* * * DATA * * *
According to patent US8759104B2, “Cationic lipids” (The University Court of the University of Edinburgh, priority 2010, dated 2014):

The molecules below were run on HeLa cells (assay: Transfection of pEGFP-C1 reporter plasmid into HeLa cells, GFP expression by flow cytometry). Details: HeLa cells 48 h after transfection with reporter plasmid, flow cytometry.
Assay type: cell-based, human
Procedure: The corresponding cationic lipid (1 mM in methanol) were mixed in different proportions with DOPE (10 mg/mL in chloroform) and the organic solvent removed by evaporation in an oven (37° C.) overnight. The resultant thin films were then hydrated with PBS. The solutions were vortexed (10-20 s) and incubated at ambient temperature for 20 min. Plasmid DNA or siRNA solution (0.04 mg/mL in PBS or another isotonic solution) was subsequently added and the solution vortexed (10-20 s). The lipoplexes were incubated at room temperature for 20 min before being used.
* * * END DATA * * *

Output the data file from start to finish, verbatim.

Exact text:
According to patent US8759104B2, “Cationic lipids” (The University Court of the University of Edinburgh, priority 2010, dated 2014):

The molecules below were run on HeLa cells (assay: Transfection of pEGFP-C1 reporter plasmid into HeLa cells, GFP expression by flow cytometry). Details: HeLa cells 48 h after transfection with reporter plasmid, flow cytometry.
Assay type: cell-based, human
Procedure: The corresponding cationic lipid (1 mM in methanol) were mixed in different proportions with DOPE (10 mg/mL in chloroform) and the organic solvent removed by evaporation in an oven (37° C.) overnight. The resultant thin films were then hydrated with PBS. The solutions were vortexed (10-20 s) and incubated at ambient temperature for 20 min. Plasmid DNA or siRNA solution (0.04 mg/mL in PBS or another isotonic solution) was subsequently added and the solution vortexed (10-20 s). The lipoplexes were incubated at room temperature for 20 min before being used.